Needed: A ‘Fresh Start Initiative’ to Address Rules Suspended during the Crisis

by on April 16, 2020 · 0 comments

The Mercatus Center at George Mason University has just released a new paper by Patrick A. McLaughlin, Matthew D. Mitchell, and me entitled, “A Fresh Start: How to Address Regulations Suspended during the Coronavirus Crisis.” Here’s a quick summary.

As the COVID-19 crisis intensified, policymakers at the federal, state, and local levels started suspending or rescinding laws and regulations that hindered sensible, speedy responses to the pandemic. These “rule departures” raised many questions. Were the paused rules undermining public health and welfare even before the crisis? Even if the rules were well intentioned or once possibly served a compelling interest, had they grown unnecessary or counterproductive? If so, why did they persist? How will the suspended rules be dealt with after the crisis? Are there other rules on the books that might transform from merely unnecessary to actively harmful in future crises?

Once the COVID-19 crisis subsides, there is likely to be considerable momentum to review the rules that have slowed down the response. If policymakers felt the need to abandon these rules during the current crisis, those same rules should probably be permanently repealed or at least comprehensively reformed to allow for more flexible responses in the future.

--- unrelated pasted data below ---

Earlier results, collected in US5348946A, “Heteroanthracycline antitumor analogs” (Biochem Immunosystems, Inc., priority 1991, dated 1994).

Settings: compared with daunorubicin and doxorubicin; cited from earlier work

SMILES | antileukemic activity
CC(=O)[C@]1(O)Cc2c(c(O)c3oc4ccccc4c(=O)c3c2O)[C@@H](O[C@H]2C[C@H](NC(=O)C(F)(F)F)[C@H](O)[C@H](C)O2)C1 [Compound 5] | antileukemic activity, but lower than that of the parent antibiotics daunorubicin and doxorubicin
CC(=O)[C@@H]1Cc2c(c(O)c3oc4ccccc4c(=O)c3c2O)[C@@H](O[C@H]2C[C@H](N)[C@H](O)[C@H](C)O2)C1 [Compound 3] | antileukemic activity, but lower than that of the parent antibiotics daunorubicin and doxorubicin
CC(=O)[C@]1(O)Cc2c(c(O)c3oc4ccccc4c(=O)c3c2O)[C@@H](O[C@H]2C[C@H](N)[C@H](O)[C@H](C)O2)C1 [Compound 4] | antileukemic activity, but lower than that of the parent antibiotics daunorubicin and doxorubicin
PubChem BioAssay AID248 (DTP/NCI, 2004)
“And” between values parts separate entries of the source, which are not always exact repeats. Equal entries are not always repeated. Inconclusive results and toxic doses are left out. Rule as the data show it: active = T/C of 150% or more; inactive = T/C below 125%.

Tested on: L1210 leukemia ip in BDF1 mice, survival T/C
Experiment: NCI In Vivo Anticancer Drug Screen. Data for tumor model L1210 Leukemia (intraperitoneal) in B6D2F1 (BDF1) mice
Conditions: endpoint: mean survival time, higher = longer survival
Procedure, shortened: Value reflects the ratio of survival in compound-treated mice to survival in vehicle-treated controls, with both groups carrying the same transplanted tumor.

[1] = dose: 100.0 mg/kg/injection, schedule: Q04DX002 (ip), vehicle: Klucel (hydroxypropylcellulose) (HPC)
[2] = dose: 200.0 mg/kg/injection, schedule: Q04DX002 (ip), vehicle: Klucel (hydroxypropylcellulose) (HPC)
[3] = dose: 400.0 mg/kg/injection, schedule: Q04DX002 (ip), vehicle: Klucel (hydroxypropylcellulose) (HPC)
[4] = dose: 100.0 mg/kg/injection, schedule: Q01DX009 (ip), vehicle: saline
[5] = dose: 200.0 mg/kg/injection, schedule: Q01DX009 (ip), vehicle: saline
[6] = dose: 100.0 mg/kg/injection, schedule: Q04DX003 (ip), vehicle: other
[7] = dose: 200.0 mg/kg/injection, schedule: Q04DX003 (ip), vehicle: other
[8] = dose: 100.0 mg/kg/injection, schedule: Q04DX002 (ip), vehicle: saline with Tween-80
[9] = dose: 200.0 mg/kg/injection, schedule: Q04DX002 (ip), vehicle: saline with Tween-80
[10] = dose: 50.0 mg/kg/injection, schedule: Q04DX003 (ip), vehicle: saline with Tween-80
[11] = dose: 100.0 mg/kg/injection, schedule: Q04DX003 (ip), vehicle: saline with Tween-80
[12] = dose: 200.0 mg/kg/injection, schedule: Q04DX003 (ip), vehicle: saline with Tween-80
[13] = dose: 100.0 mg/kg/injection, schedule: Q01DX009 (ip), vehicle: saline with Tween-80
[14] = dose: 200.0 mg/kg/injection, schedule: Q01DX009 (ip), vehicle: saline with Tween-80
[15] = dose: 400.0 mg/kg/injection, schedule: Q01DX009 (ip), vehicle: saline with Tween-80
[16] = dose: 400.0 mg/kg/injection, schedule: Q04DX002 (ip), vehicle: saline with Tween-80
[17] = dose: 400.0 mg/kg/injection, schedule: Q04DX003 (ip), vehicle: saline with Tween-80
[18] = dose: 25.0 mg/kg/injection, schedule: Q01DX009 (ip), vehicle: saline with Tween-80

Accordingly, when the pandemic subsides, policymakers at the federal and state levels should create “Fresh Start Initiatives” that would comprehensively review all suspended rules and then outline sunsetting or reform options for them. To this end, we propose an approach based on the successful experience of the Base Realignment and Closure (BRAC) Commission.

Read the entire paper here to see how it would work. This is our chance to finally do some much-needed spring cleaning for the regulatory state.

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